Madley was visited by General George S Patton Junior on June 3rd 1944, and in 1946 Hitler’s deputy, Rudolph Hess, arrived there secretly to board a flight for Nurembourg to stand trial for war crimes. Hess had been held as a prisoner of war near Abergavenny - reputedly at Pen-y-Fal Mental Hospital - since 1941.
The RAF closed the Signal School and Airfield at Madley in the 1950's leaving the site to revert to farmland, market gardening and light industrial units.

"Well at the training school here at Madley, Gibby met my Mother Grenaver Meredith, and married after returning from prisoner of war".



"But my Father knew he had to go back to fulfill that vow, it prayed on his mind"

"When eventually the Algerian war was over I made arrangements-everything first class this time!!"

He flew by Caravelle to Algiers, stayed in a splendid hotel in a suite with it's own balcony and then made his pilgrimage to every stage of that journey of 25 years ago.
The French Doctor had gone, but there was a clerk at the Embassy who had known him; he photographed the barred windows of the military head-quarters where he had been imprisoned and with the efficient help of the War Graves Commission



Found the well-kept cemetery and grave of his friend Sergeant Mount.
He filmed it all.

His Mission was completed, his vow was fulfilled and he came home......at peace.


War Trial opens in Algiers


On the 17th of February horrible stories were told by former prisoners of brutality of camp guards.

Spaniards, French, Poles, Germans and Austrians, who had served the Foreign Legion in France in the first year of the war, as well as men who were now serving in the British Pioneer Corps, gave eye-witness accounts of victims being beaten by clubs forced to eat grass and raw snakes, kicked in the face as they lay dying, being given quantities of salt water to drink and then left in the compound under the blazing sun until thirst nearly drove them to madness

In summing up these acts of cruelty, the public prosecutor, Colonel Faure, described the scenes as "surpassing the worst legends of Devil's Island".

Court's Sentences

The dock was empty on the final day of the trial when the judges returned after taking four hours to reach the verdicts.

In the absence of 11 accused men the court heard the death sentence passed on four of the camps jailers

The first to be condemned to die was Lieutenant Xavier Santucci, who was in charge of the camp, and the man who frequently boasted "Here I am master of life and death"

Next to be sentenced was Sergeant-Major Jean Baptiste Finidori, best described as "the personification of the fiction brute of the French Foreign Legion"

The third to be sentenced was Dauphin, the camp quartermater who often took a hand in the beatings, and the fourth man was a German-born French Legion-naire Otto Riep the beater-in-chief.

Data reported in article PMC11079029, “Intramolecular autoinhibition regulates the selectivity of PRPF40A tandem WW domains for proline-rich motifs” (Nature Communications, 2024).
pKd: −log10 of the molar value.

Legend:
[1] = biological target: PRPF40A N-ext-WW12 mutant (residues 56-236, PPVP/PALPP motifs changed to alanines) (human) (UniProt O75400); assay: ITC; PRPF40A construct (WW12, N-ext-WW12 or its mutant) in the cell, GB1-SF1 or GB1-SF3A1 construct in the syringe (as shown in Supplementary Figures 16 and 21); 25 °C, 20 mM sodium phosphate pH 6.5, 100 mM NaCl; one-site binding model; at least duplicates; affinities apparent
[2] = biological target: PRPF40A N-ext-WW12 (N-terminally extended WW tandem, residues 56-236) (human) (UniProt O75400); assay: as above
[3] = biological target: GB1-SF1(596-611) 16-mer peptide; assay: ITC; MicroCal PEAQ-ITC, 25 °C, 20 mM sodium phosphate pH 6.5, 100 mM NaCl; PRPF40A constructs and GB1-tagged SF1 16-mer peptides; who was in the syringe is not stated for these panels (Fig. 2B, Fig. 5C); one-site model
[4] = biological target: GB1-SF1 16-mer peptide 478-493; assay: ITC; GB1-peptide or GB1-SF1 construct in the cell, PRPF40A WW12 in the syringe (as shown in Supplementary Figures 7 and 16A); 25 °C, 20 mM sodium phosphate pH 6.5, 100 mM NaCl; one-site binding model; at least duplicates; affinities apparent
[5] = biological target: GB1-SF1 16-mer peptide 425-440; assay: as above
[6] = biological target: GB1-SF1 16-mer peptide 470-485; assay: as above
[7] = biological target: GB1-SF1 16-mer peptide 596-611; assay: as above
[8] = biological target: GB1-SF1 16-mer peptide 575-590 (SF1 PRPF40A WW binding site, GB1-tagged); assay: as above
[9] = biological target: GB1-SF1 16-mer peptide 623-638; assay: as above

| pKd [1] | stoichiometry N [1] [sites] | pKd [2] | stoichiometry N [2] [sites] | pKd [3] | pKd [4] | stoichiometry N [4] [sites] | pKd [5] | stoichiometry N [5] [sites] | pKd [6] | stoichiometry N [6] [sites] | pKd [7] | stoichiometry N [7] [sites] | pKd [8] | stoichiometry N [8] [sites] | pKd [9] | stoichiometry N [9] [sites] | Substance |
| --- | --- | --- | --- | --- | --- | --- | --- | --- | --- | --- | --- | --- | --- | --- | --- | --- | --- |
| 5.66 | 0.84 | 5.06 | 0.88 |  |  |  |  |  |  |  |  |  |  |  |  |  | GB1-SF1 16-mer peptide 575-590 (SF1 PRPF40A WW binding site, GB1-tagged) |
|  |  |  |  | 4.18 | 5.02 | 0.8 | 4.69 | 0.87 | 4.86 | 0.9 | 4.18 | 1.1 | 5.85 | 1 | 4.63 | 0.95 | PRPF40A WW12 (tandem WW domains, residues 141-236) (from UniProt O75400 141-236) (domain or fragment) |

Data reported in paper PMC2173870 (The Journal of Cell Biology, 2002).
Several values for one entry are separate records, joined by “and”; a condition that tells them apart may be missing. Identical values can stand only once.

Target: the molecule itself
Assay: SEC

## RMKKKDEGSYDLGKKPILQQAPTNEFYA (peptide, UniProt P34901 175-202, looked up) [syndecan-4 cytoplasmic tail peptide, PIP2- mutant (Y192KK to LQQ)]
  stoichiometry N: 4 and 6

Sentences to penal servitude for life were passed on Ansen Dourmenoff, a Russian, and Liuet-Colonel Raymond Vociot, area Commandant for the camps in the Colomb Bechar district.
Other Sentences were 20 years hard labour for two of the jailers and 10 years' imprisonment for two more camp supervisors.
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Old 13-09-2018, 06:48 PM
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[B][I][SIZE="5"]














Bob's uncle Ted, Edward G Meredith, Married Dewchurch Church with Gaurd on Honour, Lancaster Bomber Command, Pathfinder Navigator

The Pathfinders were target-marking squadrons in RAF Bomber Command during World War II. They located and marked targets with flares, which a main bomber force could aim at, increasing the accuracy of their bombing. The Pathfinders were normally the first to receive new blind bombing aids like Gee, Oboe and the H2S radar.

The early Pathfinder Force squadrons was expanded to become a group, No. 8 (Pathfinder Force) Group in January 1943. The initial Pathfinder Force was five squadrons, while No. 8 Group ultimately grew to a strength of 19 squadrons. While the majority of Pathfinder squadrons and personnel were from the Royal Air Force, the group also included many from the air forces of other Commonwealth countries.

At the start of the war in September 1939, RAF Bomber Command's doctrine was based on tight formations of heavily armed bombers attacking during daylight and fending off attacks by fighters with their defensive guns. In early missions over France and the Low Countries there was no clear outcome regarding the success of the bomber's guns: the Luftwaffe lacked widespread radar so their interception efforts were disorganized.